My theory is that the owner of the restaurant simply prefers more sedate acts that rely on at least SOME original material (of which we do none, we just play rough "classic rock" that is apparently TOO LOUD)... She seems to lean toward bands that play acoustic rock or folk rock, and maybe blues, because those are her preferences. She is the owner of a nice restaurant and nitespot, so that's fine, because she needs to run her business as she sees fit.
I am sure that on the night we were TOO LOUD, if several customers left because of the noise, the establishment more than made up for any lost money by selling more drinks than usual at the bar... because WE were playing that night. Even given that, I think it must be due to the owner having a certain image she wants her place to portray. One of mellow sophistication, I think.
And when we get behind our instruments and start playing, we say SCREW mellow sophistication. We play our music the way we feel at the time, and that's what the customers get. The crowd doesn't just get what some musicians think the crowd (and the bar's owner, I guess) wants to hear, the crowd gets US. We are honest, and we are genuine about what we do. And those who come to hear us play seem to appreciate that.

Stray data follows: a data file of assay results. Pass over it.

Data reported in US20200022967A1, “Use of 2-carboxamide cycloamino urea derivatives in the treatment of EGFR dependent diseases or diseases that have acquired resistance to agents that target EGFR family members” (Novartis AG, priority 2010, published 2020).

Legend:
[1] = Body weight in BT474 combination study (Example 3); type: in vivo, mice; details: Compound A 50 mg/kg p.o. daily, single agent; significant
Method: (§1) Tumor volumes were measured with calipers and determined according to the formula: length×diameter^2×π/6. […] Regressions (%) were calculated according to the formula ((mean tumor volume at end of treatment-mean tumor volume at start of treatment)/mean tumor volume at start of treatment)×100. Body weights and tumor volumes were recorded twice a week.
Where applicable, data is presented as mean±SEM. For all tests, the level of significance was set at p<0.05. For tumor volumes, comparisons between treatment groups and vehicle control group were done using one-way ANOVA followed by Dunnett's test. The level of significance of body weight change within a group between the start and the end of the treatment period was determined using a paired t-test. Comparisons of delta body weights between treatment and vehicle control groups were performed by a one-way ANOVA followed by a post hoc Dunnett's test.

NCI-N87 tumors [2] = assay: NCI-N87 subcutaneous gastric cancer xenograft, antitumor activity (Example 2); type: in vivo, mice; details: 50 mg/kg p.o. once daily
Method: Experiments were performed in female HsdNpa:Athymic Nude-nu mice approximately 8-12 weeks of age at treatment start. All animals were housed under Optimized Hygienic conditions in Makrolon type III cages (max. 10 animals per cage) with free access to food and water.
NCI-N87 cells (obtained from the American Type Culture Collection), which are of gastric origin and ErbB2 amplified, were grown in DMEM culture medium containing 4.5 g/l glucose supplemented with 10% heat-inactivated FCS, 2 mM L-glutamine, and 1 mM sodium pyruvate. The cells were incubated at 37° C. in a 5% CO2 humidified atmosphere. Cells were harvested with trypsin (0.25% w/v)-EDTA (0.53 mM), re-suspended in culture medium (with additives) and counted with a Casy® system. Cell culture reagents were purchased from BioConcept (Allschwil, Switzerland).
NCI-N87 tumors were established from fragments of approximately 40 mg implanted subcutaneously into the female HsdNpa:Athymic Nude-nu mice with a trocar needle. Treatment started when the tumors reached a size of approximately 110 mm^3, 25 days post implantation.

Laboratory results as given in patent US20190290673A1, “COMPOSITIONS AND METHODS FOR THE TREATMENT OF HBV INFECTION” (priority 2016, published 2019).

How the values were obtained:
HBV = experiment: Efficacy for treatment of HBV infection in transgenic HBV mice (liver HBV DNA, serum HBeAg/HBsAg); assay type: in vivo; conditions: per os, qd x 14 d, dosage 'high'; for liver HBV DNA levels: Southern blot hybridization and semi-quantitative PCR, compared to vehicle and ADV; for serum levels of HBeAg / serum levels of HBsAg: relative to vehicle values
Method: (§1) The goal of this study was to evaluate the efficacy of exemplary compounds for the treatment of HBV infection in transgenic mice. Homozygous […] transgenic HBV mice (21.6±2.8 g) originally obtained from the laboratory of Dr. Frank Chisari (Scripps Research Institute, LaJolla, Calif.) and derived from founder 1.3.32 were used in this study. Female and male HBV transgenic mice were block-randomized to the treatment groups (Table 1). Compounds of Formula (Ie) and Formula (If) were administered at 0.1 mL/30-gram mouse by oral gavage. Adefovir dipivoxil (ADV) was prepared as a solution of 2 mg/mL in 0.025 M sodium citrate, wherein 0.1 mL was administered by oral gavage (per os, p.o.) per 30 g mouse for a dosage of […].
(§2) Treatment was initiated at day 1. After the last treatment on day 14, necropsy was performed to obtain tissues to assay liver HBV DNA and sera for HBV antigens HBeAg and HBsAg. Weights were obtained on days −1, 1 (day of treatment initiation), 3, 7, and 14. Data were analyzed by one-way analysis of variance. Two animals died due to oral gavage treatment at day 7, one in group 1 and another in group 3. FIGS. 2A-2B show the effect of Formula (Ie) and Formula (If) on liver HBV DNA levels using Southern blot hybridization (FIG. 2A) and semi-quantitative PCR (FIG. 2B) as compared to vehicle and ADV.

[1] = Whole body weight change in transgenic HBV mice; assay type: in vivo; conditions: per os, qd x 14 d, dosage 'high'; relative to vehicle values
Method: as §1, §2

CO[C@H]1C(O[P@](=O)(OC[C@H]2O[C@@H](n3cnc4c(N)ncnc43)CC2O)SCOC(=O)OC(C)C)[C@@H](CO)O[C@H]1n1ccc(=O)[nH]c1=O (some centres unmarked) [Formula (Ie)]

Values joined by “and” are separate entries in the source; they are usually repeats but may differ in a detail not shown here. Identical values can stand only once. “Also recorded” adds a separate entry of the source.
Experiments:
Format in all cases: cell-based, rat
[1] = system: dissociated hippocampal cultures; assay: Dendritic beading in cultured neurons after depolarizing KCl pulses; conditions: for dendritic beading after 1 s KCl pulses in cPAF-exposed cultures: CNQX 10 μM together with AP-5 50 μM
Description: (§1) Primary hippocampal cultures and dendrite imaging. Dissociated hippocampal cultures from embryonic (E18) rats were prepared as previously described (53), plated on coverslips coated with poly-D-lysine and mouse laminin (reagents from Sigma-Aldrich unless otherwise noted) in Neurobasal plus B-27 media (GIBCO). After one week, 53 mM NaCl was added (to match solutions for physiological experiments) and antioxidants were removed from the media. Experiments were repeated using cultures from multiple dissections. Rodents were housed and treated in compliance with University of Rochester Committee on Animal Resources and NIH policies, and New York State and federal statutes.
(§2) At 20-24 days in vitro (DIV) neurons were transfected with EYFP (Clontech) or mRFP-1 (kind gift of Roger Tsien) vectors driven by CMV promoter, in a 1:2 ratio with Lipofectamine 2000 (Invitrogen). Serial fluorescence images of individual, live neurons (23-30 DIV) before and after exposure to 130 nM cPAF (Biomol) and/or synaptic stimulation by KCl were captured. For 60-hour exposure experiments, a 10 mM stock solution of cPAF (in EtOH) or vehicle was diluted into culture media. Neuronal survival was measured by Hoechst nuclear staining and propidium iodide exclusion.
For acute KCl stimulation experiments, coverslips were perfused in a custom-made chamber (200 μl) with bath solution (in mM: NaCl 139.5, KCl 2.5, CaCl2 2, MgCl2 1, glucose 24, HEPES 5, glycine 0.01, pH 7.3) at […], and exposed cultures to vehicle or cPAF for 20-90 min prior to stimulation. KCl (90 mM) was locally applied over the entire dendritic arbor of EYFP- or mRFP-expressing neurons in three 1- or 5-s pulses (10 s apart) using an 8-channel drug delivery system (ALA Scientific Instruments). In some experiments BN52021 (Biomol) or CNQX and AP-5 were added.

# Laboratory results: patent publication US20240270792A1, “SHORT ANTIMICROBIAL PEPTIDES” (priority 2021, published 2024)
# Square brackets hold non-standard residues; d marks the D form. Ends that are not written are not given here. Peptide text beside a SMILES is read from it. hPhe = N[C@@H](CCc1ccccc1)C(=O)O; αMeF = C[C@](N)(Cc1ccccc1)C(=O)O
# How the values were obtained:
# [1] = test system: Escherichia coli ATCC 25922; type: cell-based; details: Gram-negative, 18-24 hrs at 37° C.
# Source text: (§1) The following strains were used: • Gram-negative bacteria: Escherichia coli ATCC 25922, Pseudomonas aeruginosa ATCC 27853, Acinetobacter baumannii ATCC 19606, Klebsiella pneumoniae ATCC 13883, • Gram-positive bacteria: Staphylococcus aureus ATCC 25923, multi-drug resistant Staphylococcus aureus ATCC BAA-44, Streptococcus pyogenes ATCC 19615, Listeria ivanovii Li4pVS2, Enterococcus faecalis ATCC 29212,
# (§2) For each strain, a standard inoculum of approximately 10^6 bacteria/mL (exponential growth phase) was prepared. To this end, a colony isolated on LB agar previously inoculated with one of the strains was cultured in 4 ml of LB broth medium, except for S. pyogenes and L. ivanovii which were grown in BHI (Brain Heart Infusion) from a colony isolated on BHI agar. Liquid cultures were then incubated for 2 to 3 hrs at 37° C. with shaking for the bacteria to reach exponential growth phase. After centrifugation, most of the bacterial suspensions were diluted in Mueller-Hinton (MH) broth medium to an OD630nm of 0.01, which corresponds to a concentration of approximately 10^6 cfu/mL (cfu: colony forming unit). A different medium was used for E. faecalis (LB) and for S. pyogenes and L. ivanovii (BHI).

So thanks, Ten Depot Street, for all the good memories we will have of our times spent there. The members of our band will all probably continue to go eat dinner at your place, have a drink or two there, and go listen to live music there too! Not just because yours is one of the few places in town that provides a good meal and that has a nice bar, but because it is a place of high QUALITY! I only wish you the best. But just don't expect us to become a sophisticated, mellow acoustic band solely for the purpose of being allowed to play at your place. I'm not sure that kind of thing is in our genes.
Ten Depot Street always strives for QUALITY, and it tends to succeed most of the time. Maybe we need to TURN IT DOWN, but maybe Ten Depot Street could also remember that QUALITY can be a RELATIVE THING. Appealing to as many kinds of people as possible can be good for business, but I suppose if the proprietor wishes to cater to a specific kind of clientele (in this case, mellow, sophisticated, and probably middle-to-upper-middle class), monetary sacrifices will likely be made in the name of maintaining an image.
So I guess it all must boil down to this: Standard Deviation is viewed as being BAD FOR BUSINESS at Ten Depot Street.
If we are basically being told we don't belong, playing in a nice bar, and that we instead belong in taverns because of our lack of mellow sophistication, then I say "Bring on the taverns!" We simply enjoy playing, and I think it is always best to play in places where you are genuinely appreciated. So we will look around and find those places.
That's o.k. with me... I always kind of wanted to be a Bad Boy when it comes to playing music.